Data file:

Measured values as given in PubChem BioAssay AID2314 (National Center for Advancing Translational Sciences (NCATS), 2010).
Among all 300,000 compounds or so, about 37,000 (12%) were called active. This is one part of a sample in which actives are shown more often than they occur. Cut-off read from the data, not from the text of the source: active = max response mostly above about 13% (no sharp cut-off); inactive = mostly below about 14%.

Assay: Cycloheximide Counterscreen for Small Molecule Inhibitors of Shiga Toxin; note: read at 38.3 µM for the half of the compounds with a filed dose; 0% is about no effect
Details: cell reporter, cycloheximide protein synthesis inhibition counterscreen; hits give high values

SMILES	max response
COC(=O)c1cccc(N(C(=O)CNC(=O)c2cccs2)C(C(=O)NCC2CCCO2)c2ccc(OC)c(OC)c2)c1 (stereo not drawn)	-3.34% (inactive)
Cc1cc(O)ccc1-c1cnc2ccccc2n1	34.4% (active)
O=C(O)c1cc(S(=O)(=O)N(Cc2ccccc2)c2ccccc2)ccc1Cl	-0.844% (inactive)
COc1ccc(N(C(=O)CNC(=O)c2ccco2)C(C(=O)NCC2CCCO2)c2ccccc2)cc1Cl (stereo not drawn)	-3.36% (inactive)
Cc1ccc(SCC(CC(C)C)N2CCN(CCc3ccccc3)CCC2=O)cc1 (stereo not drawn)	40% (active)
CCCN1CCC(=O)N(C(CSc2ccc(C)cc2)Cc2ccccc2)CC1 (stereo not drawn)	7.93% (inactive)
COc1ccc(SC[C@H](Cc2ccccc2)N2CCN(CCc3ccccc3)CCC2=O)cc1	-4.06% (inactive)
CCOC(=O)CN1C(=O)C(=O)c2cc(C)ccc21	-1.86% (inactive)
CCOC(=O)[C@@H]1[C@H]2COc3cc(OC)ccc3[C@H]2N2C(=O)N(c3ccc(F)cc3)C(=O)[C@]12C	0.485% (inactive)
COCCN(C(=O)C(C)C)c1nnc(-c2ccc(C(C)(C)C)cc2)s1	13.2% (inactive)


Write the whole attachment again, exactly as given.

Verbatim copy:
Measured values as given in PubChem BioAssay AID2314 (National Center for Advancing Translational Sciences (NCATS), 2010).
Among all 300,000 compounds or so, about 37,000 (12%) were called active. This is one part of a sample in which actives are shown more often than they occur. Cut-off read from the data, not from the text of the source: active = max response mostly above about 13% (no sharp cut-off); inactive = mostly below about 14%.

Assay: Cycloheximide Counterscreen for Small Molecule Inhibitors of Shiga Toxin; note: read at 38.3 µM for the half of the compounds with a filed dose; 0% is about no effect
Details: cell reporter, cycloheximide protein synthesis inhibition counterscreen; hits give high values

SMILES	max response
COC(=O)c1cccc(N(C(=O)CNC(=O)c2cccs2)C(C(=O)NCC2CCCO2)c2ccc(OC)c(OC)c2)c1 (stereo not drawn)	-3.34% (inactive)
Cc1cc(O)ccc1-c1cnc2ccccc2n1	34.4% (active)
O=C(O)c1cc(S(=O)(=O)N(Cc2ccccc2)c2ccccc2)ccc1Cl	-0.844% (inactive)
COc1ccc(N(C(=O)CNC(=O)c2ccco2)C(C(=O)NCC2CCCO2)c2ccccc2)cc1Cl (stereo not drawn)	-3.36% (inactive)
Cc1ccc(SCC(CC(C)C)N2CCN(CCc3ccccc3)CCC2=O)cc1 (stereo not drawn)	40% (active)
CCCN1CCC(=O)N(C(CSc2ccc(C)cc2)Cc2ccccc2)CC1 (stereo not drawn)	7.93% (inactive)
COc1ccc(SC[C@H](Cc2ccccc2)N2CCN(CCc3ccccc3)CCC2=O)cc1	-4.06% (inactive)
CCOC(=O)CN1C(=O)C(=O)c2cc(C)ccc21	-1.86% (inactive)
CCOC(=O)[C@@H]1[C@H]2COc3cc(OC)ccc3[C@H]2N2C(=O)N(c3ccc(F)cc3)C(=O)[C@]12C	0.485% (inactive)
COCCN(C(=O)C(C)C)c1nnc(-c2ccc(C(C)(C)C)cc2)s1	13.2% (inactive)